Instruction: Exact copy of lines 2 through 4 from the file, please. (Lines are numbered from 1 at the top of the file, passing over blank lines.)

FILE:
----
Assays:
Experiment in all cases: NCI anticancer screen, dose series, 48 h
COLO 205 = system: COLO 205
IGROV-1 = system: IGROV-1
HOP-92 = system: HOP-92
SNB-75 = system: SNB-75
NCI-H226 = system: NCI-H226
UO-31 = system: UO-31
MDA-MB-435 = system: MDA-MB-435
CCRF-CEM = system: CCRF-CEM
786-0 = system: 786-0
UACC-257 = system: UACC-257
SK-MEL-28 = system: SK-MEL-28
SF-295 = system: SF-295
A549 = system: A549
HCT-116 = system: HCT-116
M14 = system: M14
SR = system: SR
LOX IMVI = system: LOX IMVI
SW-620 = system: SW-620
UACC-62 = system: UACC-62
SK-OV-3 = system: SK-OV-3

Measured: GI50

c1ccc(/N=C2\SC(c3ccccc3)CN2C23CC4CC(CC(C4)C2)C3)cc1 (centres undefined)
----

Experiment in all cases: NCI anticancer screen, dose series, 48 h
COLO 205 = system: COLO 205
IGROV-1 = system: IGROV-1